Q: What was it like, from a pilot’s point of view, on the morning of September 11th? What were your thoughts and impressions?
I watched the events unfold with a kind of horror and morbid fascination. And after my immediate, reflexive shock, I started to sink into despair over how, I suspected, those of us in the airline business were going to suffer.
I was flying from Boston that morning — deadheading to work as a passenger — as were both of the World Trade Center aircraft. I watched American flight 11 take off. Our plane departed just after it, on runway 9, and I passed directly over Manhattan just a few minutes before the attacks. Because of a “security issue,” our captain told about halfway through the flight, we would be diverting. Pilots love to dish out semi-comforting euphemisms, and this little gem would, in time, be one of the more laughable understatements I shall ever hear a comrade utter. It wasn’t until I joined a large crowd of passengers in a concourse restaurant that I learned what was going on.
The most vivid impression was the video of the second 767 hitting the building — the one shot from the ground in a kind of 21st century Zappruder film. The picture swings left, picks up the United jet, its gray-painted fuselage and tail logo clearly visible, moving swiftly. Very swiftly, in fact. My trained eye notices the plane is traveling at a much higher velocity than it would be normally at such a low altitude. The plane rocks slightly, picks up its nose, and like a charging, pissed-off bull making a run for an unfortunate matador, it drives itself, accurately, into the very center of that building. The airplane simply vanishes. For a fraction of a second there is no falling debris, no smoke, no fire, no movement. It’s as though the plane has been swallowed by a skyscraper of liquid. Then, from within, you see the white-hot explosion and violent, spewing expulsion of fire and matter.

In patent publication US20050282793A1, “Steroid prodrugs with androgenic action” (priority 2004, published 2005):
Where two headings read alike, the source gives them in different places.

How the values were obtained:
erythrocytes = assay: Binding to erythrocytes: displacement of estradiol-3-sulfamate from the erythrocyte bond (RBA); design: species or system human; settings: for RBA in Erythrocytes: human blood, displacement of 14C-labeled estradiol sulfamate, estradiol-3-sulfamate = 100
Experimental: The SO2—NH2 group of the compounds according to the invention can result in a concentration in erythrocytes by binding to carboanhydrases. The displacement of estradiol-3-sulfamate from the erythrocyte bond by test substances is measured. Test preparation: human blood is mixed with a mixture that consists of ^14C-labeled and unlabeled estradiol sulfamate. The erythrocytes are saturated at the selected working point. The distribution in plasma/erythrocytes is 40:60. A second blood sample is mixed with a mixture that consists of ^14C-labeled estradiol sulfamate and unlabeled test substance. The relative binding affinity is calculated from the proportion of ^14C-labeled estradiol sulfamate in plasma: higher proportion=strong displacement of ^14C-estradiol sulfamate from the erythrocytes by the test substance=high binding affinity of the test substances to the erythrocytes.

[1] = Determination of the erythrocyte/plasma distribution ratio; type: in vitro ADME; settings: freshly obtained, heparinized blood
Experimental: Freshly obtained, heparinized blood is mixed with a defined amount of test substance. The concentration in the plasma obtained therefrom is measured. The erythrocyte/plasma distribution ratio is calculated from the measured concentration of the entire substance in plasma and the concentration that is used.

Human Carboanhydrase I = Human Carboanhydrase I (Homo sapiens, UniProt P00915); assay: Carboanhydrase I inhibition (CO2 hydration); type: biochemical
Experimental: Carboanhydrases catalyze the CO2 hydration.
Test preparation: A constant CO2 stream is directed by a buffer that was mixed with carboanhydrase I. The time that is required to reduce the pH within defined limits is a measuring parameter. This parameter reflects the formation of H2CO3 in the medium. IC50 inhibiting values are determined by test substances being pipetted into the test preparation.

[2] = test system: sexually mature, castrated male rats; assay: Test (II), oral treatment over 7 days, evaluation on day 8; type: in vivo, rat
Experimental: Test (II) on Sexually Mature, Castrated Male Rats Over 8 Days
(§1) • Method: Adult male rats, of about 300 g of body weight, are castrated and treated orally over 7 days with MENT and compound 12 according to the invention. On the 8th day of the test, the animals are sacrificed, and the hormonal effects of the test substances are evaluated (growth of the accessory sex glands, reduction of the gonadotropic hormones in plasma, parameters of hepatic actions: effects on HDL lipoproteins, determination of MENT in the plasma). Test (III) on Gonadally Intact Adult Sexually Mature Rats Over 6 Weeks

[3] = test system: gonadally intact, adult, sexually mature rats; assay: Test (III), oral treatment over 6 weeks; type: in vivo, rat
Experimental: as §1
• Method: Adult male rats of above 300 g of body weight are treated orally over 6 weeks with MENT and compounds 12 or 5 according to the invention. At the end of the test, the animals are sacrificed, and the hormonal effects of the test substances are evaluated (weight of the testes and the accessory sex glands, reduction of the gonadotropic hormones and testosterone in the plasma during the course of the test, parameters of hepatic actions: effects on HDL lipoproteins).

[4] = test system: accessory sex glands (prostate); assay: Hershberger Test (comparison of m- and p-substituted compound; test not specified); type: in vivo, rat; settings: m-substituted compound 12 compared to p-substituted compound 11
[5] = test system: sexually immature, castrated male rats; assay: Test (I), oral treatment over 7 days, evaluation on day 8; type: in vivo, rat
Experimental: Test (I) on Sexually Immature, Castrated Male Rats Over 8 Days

To me, had the airplanes crashed, blown up, and reduced the upper floors of those buildings to burned-out hulks, the whole event would nonetheless have clung to the realm of believability. But it was the groaning implosion, the buildings dropping and the white clouds of wreckage funneling like a pyroclastic tornado through the streets of lower Manhattan, that catapulted the event to one of pure, historical infamy. They fell down. The sight of those ugly towers collapsing onto themselves is the most sublimely terrifying thing I have ever seen in my life.
This Q&A is part of a collection that originally appeared on Salon.com. Patrick Smith, 38, is an erstwhile airline pilot, retired punk rocker and air travel columnist. His book, Ask the Pilot (Riverhead) was voted “Best Travel Book of 2004” by Amazon.com. Patrick has traveled to more than 55 countries and always asks for a window seat. He lives near Boston.